This is taken from one of Mary Astor's autobiographies about one of America's favorite films--and one of mine.*
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"BEFORE THE LIGHTS WENT OUT, THERE WAS THE MALTESE FALCON. There is very little I can say about that one, because everything has been said. But anyway, 'Shall we talk about the Black Bird?'
"So often, I have been asked 'What was it like?' to work in a picture that was so ahead of its time, such a departure in methods, point of view, etc. Of course you don't know you're making history while you're in there making it. We were, all of us excited about a good story--one that had everyone confused! However, the 'where was who when what happened' could be traced down. There wasn't a loophole in it. It helped a great deal that we shot the picture in sequence, except for some exterior night shots on the street set. But even so, John Huston often had to call time out to clear up matters. All of us had read the Dashiell Hammett book and studied the script, but it got so that when the 'now just a minute' look came on to somebody's face, it became a joke to say, 'When did Brigid shoot Thursby? On Friday!'"
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". . . If you recall, a tall burly figure staggers into Spade's office late one night, clutching a heavy package wrapped in torn newspapers. He is dressed in the clothes of a seaman, with his peaked cap pulled down over his eyes. He is the captain of the ship which burned in port late that afternoon. He mutters something about 'the Falcon--the bird--' and falls dead on the floor of the office with some bullet holes in him.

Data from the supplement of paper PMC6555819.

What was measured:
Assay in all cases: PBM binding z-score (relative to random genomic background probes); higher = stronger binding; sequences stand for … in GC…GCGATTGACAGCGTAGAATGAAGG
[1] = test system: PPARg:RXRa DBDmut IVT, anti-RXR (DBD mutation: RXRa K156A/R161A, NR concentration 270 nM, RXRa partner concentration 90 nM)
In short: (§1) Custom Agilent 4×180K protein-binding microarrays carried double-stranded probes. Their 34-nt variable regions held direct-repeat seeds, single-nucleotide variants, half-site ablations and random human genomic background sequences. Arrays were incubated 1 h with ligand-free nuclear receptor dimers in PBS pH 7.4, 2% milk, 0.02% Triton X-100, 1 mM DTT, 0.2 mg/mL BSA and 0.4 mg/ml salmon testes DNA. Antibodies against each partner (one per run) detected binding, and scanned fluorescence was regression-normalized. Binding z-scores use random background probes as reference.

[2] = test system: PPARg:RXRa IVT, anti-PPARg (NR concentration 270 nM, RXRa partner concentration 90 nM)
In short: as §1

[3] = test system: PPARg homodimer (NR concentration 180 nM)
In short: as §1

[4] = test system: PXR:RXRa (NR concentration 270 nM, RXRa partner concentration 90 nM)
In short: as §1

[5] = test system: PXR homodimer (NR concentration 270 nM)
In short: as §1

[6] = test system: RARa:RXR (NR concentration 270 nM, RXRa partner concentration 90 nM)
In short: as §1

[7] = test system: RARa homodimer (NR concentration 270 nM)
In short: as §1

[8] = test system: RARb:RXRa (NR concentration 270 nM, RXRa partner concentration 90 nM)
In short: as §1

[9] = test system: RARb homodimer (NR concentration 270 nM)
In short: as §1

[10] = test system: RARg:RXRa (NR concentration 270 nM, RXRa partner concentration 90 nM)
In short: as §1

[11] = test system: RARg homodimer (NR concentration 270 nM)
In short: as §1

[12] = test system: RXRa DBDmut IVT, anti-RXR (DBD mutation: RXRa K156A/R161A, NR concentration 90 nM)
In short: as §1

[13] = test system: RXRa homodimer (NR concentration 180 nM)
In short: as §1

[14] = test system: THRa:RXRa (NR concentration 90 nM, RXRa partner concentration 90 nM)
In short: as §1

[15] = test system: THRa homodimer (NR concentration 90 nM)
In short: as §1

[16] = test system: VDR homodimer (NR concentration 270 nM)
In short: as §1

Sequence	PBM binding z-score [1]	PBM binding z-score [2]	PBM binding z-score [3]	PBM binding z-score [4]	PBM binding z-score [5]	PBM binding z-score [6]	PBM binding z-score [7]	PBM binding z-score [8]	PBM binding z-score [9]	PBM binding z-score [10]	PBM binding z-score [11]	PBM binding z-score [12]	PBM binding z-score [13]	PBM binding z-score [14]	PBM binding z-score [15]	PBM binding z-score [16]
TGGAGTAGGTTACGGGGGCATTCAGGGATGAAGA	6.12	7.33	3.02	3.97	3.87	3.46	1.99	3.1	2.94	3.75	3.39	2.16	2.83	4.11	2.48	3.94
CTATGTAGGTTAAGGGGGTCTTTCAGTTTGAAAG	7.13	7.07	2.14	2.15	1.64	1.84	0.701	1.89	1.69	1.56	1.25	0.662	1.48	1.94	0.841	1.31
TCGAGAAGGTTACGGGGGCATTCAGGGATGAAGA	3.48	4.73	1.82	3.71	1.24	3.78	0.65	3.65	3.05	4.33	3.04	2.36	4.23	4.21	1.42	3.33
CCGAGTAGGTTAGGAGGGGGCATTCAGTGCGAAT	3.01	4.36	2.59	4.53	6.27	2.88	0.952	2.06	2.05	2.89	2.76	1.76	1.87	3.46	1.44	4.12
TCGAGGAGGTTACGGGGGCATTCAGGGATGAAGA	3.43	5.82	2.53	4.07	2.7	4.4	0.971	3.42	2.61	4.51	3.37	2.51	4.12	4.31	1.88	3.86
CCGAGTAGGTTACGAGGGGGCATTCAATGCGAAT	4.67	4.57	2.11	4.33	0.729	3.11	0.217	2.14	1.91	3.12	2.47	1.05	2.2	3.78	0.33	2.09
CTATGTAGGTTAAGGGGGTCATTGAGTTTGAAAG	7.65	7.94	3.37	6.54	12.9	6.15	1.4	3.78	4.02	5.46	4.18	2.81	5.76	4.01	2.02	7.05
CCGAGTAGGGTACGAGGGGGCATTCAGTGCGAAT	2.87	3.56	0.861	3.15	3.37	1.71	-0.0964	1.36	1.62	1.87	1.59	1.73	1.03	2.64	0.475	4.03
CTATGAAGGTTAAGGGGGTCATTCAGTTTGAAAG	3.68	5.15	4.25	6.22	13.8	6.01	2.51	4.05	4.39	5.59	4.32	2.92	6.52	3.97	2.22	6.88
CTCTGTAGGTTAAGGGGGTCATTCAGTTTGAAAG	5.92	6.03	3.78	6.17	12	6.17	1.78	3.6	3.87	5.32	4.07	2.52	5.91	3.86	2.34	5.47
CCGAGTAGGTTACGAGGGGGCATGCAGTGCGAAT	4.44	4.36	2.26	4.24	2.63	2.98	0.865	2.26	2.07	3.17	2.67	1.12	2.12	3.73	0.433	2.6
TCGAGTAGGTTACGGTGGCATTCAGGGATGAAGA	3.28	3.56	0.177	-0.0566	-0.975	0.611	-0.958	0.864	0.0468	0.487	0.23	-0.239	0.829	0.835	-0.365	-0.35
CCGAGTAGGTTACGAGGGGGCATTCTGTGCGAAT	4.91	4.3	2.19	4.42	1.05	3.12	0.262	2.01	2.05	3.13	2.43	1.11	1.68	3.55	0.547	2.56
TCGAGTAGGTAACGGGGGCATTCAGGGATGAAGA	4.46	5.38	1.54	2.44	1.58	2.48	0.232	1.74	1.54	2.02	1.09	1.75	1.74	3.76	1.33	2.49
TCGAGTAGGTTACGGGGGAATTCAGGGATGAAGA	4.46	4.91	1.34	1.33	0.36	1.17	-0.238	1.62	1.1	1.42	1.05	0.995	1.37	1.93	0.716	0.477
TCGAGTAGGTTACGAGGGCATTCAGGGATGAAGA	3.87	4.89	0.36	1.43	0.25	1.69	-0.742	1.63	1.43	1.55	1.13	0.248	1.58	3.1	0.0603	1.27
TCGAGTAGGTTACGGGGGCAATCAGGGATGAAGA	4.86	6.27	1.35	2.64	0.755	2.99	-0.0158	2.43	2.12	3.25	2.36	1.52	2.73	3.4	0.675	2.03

"Just a bit--you never saw him before--and that's all he has to do, just stagger in and fall and drop the package. John thought it would be great fun to have his father, Walter Huston, come in one morning and do the part. And so did Walter--his son's first movie, etc. A bit of fun-sentiment.
"John took hours to film it, and Walter got very grumpy: 'Didn't expect to have to put in a day's work.'
"'Let's do it again. Sorry, Dad, you missed your mark.'
"'Take seven. Sorry, Dad. This time try it without staggering so much.'
"'Take ten, please. Sorry, Dad. We've got to reload.'
"The next day, after they'd seen the rushes [what they had already filmed]--they were fine, of course--John told me to call Walter's house and pretend to be his, John's, secretary. I called on the set phone and when Walter answered, I told him that Mr. Huston was sorry, but that we'd have to retake the sequence that afternoon--something had happened to the film in the lab--and could he be ready to shoot at one o'clock?
"I held the receiver from my ear and everybody could hear Walter yelling, 'You tell my son to get another actor or go to h*ll! He made me take twenty falls, and I'm sore all over, and I'm not about to take twenty more. Or even one!'"
*From A Life on Film by Mary Astor; Delacorte Press; 1967, 1969, 1971; New York; page 159 to 162.